NPR's All Things Considered: Found Recipes. The episode now available for a listen.
My NPR interview is now available online, click HERE to listen.
Zwetschgendatschi, A Mouthful That Captures The Perfect Plum
by NPR STAFF
If it's early August, it must be time for Damson plums. Gersine Bullock-Prado — a Vermont-based pastry chef and author of Bake It Like You Mean It — has a special place in her heart for them.
"They're not like your normal plum. They're not round. They're oval and very dark purple, almost black."
When barely ripe, the plums are firm, tart and olive green, Bullock-Prado says. "[They're] just these lovely little orbs of joy."
The fruit is the key ingredient in one of her favorite desserts: Zwetschgendatschi (pronounced ts-vetch-kin-dah-chee), which is the Bavarian word for plum cake. She shared the recipe forAll Things Considered's Found Recipes series.
In additional to being delicious, it's also beautiful. Bullock-Prado says it "looks like a flower in full bloom." The cake is traditionally made on a sheet pan and as it bakes, the plum skins start to run red and dye the dough underneath a ruby red color.
She says the dessert takes her back to her childhood.
"I grew up half German and half, I call it, 'Alabamonian' — my father's from Birmingham, Ala.," she says. "My mother [Helga] was an opera singer and met my father in Germany while he was stationed there."
She says they always had Zwetschgendatschi in the summer no matter where they were — Germany or Arlington, Va. Every time they had the cake, it felt like a special occasion.
"These plums were so in the season for only about a week or two," she says. "And when we could find them in the States at the time, it was just a joy and a rarity."
Bullock-Prado ended up opening a pastry shop years later. One day, a man came in and requested a cake he'd had in Germany around World War II. After a few questions, she discovered he was talking about the Zwetschgendatschi. He asked if she could bake him one. Although she said yes, she knew it wasn't going to be easy.
"It wasn't tough because it's a tough thing to make — the tough part was that I hadn't made it since my mom died," she says. "So I was sitting there thinking, 'I don't want to do this because it'll bring back so many memories and I'm going to break down in the kitchen and I'll just look silly to my employees.' "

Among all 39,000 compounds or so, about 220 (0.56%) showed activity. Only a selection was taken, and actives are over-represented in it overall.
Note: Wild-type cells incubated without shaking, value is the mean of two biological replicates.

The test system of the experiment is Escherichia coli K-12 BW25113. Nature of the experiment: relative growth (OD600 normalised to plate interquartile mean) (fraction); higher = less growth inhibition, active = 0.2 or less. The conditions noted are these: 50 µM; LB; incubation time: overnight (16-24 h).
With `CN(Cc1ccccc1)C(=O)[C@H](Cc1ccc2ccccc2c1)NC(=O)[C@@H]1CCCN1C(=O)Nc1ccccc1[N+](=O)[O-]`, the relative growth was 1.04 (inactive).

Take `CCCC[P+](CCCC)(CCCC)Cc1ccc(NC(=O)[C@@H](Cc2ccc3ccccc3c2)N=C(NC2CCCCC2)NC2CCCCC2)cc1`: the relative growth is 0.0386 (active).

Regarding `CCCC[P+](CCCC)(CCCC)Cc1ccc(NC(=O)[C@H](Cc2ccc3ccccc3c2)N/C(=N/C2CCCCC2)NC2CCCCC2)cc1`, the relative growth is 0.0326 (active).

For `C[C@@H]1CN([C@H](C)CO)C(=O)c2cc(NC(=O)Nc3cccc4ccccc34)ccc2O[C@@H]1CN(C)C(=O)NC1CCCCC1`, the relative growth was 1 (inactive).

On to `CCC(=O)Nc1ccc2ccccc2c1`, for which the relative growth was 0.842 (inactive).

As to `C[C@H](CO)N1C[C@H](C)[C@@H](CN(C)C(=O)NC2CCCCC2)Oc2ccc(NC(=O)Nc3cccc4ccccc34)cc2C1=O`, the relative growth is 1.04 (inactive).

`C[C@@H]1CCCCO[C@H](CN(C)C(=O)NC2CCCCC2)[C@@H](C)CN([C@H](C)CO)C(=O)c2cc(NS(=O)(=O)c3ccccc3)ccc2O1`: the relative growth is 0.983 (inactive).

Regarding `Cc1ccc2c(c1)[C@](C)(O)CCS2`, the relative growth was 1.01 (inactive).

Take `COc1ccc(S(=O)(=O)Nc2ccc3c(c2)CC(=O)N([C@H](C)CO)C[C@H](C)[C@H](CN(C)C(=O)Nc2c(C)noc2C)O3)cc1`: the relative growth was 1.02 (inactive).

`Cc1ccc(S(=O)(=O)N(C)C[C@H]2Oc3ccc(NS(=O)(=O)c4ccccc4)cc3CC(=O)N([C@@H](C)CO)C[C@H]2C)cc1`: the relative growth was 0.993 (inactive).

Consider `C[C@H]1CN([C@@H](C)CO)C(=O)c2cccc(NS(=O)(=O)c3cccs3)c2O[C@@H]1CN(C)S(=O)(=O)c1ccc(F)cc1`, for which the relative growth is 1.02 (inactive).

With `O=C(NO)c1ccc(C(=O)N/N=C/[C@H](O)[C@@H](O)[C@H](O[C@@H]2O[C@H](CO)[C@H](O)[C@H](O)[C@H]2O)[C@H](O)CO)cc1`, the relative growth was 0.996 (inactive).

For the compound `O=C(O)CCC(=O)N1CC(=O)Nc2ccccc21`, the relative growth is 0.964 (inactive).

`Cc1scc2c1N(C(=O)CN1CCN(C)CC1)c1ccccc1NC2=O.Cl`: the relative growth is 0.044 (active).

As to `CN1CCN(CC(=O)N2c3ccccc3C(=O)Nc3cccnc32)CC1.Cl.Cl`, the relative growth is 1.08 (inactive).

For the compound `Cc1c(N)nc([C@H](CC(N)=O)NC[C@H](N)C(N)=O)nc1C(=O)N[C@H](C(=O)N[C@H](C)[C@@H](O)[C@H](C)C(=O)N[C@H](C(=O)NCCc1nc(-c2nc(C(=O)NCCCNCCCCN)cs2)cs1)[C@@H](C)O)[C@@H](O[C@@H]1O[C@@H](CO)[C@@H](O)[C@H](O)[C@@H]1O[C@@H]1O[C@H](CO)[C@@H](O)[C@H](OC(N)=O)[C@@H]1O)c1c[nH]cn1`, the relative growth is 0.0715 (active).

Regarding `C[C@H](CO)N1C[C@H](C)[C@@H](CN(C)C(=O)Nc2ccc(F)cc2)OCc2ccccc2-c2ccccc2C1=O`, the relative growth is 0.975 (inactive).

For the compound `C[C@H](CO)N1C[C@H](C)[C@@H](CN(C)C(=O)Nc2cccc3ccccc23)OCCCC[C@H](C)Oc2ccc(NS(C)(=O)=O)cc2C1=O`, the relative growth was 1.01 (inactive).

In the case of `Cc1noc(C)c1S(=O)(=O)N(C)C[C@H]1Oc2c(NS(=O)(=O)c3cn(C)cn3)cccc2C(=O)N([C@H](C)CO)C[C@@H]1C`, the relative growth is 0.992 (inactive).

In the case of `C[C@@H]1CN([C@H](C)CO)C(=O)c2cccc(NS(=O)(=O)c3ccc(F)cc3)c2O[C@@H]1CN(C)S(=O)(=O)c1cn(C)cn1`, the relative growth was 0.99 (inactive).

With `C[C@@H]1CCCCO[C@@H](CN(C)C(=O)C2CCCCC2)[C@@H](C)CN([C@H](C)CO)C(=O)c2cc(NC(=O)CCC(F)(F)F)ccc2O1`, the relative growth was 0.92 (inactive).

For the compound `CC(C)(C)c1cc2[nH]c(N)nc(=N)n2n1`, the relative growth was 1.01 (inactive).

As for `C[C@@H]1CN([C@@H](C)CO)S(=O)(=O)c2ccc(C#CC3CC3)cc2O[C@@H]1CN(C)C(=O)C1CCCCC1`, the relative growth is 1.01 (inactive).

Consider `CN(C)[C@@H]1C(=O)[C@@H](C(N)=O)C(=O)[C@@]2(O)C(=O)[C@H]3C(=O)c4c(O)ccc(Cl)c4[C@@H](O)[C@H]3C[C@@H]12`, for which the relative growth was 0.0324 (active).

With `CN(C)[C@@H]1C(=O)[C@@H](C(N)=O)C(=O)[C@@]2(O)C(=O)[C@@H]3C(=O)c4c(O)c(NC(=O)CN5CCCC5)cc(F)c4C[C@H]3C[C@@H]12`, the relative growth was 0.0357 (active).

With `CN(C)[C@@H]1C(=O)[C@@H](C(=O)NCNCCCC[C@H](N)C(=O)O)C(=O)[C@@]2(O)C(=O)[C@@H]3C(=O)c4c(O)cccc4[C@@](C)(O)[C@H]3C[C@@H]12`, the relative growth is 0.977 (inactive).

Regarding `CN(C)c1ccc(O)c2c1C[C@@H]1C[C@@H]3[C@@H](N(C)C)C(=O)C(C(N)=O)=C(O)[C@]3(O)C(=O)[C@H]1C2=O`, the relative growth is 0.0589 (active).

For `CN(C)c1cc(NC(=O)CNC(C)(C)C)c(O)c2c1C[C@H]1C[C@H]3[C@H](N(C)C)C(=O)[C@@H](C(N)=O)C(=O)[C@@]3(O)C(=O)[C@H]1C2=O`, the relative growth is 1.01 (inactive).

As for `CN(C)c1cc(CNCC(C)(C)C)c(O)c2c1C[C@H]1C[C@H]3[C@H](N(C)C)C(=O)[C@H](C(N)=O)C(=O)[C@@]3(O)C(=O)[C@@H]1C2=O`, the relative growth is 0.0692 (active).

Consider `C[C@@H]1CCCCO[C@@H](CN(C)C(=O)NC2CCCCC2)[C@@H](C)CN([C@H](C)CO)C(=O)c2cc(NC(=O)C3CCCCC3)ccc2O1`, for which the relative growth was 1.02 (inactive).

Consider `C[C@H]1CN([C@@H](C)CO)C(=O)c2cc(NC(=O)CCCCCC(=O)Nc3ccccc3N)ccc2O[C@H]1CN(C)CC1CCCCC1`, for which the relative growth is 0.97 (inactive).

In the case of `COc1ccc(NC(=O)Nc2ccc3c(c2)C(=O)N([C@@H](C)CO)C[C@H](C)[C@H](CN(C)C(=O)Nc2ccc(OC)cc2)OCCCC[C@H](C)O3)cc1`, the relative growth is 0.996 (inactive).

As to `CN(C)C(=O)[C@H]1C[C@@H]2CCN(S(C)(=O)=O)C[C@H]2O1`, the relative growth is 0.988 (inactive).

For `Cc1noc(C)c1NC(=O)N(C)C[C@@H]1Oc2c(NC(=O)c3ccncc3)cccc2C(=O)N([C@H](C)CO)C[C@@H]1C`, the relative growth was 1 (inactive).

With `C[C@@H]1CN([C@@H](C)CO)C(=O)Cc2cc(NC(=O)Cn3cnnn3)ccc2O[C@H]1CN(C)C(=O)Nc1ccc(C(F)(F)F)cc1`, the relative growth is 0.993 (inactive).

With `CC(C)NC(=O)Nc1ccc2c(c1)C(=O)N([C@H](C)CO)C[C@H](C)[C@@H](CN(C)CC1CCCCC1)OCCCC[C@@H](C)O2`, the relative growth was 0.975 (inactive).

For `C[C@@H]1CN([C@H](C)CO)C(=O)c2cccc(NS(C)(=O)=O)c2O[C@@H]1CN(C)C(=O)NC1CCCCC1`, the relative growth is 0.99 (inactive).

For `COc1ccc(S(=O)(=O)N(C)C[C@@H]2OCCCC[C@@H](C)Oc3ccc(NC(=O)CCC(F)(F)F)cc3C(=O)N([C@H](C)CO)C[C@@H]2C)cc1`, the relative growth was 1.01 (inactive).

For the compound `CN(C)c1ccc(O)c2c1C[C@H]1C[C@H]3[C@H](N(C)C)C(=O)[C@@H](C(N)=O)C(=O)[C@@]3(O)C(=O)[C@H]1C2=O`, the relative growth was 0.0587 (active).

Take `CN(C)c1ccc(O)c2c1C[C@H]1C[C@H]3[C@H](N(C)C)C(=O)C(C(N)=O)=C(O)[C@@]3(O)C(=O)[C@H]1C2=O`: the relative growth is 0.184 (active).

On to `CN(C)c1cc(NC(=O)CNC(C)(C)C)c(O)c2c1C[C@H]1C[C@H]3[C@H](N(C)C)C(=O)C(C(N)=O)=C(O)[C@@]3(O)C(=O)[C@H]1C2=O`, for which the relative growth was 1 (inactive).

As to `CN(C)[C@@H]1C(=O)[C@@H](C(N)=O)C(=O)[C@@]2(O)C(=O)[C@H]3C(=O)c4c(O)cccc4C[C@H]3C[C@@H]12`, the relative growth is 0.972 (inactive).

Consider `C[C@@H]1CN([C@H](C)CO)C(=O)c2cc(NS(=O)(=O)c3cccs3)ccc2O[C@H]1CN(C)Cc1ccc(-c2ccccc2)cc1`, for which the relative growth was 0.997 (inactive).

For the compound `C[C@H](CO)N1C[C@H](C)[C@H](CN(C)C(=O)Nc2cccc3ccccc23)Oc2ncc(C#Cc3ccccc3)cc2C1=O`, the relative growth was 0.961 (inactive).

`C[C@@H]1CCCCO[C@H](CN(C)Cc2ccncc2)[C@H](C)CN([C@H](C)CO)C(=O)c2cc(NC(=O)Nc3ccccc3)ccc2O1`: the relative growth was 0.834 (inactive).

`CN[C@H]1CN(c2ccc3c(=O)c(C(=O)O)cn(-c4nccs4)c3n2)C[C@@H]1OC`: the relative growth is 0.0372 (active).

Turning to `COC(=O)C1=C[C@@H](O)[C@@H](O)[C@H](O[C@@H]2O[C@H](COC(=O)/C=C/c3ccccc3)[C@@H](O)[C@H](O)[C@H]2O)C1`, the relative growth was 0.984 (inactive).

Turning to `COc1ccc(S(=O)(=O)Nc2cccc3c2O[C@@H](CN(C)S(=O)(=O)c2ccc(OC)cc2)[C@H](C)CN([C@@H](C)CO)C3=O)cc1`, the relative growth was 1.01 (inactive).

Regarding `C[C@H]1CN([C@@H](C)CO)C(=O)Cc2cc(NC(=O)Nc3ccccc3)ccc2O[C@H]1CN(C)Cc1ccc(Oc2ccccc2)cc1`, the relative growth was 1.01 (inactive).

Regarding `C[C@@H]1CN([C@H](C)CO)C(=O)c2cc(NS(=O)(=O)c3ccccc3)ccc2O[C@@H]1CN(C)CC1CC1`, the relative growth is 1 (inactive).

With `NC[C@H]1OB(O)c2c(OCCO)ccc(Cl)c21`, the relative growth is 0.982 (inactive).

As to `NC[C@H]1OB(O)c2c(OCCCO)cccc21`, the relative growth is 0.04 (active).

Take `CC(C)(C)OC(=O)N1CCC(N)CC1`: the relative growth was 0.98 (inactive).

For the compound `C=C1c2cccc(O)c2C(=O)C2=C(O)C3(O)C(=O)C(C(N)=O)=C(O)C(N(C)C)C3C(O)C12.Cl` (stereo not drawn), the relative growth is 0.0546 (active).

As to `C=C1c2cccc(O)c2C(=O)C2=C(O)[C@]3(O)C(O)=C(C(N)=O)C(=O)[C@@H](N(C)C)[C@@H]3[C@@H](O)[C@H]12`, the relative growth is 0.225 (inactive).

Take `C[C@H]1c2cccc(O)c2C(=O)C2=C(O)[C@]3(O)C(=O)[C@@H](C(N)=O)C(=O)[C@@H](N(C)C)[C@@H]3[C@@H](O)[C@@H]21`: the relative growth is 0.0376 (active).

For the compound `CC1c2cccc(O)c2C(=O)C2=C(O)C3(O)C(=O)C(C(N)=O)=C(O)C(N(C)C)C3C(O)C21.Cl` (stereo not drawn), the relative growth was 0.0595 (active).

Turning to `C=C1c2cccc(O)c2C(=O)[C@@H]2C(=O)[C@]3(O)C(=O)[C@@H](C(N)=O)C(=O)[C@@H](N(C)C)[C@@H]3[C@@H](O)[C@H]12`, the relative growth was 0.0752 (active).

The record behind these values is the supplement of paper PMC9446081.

But Bullock-Prado steeled herself, and when the plums were in season, she set to work. Pressing out the dough and putting it the oven proceeded without incident. But when she opened oven door 40 minutes later, she lost it.
"That smell came to me — and it was my mother, my mother was in the room, and I started to weep. I mean that smell that comes from that cake, it's different from any plum cake or apricot cake; it is so specific," she says. "And since it was my mother's joy to make in the summertime, it was Helga coming from the oven."
When her employees came into the kitchen to see what was going on, they assumed something must have exploded in the oven, "that'd I'd done something horribly wrong," she says.
"But ... I'd done something incredibly right," she says. "It was just sad and fantastic all at the same time."
Bullock-Prado used traditional plums in the version pictured here because the Damson variety weren't quite in season.
3/4 cup unsalted butter, very cold, cut into small pieces
1 egg yolk
1 1/2 tablespoons sweetened condensed milk
1 teaspoon vanilla extract
3 pounds Damson/Italian prune plums
1 tablespoon raw sugar (or 1 packet you've pilfered from Starbucks)
Preheat the oven to 350 degrees. For the crust, using the bowl of a food processor fitted with the blade attachment, pulse together the flour, cornstarch, sugar, and salt. Add the butter and pulse until the mixture resembles coarse cornmeal.
In a small bowl, whisk together the egg yolk, sweetened condensed milk and vanilla. Slowly add the egg yolk mixture to the flour mixture while pulsing; continue until the dough just begins to come together.
Turn the dough out onto a lightly floured surface. Gently knead it until the dry ingredients are fully integrated and the dough holds together, being careful not to overwork it. Press the dough into a disk and wrap in plastic. Refrigerate for at least 30 minutes.
Spray an 8-inch fluted tart pan with nonstick cooking spray. Crumble the majority of the dough into the tart pan and gently press onto the bottom and up the sides so that you have at least 1/8 inch of crust all around. If you have extra dough left over once you've completely covered the tart pan, set it aside.
For the filling, split each plum along the natural seam and remove the stone, leaving the plum still hinged on the backside like a little book. Cut a 1/4-inch notch at the top of the plum, where the stem once was. Why? Because that's how my mother and Omi did it.
Arrange the plums upright on the uncooked dough, flesh side facing in. If you have any leftover tart dough, crumble it evenly on top of the plums. Sprinkle the raw sugar over the plums as well.
Bake the tart until the sides of the dough are golden brown and the plums are tender, about 45 minutes. If the plums begin to brown before they are tender, carefully cover them with aluminum foil and continue baking until the juices of the plums start running.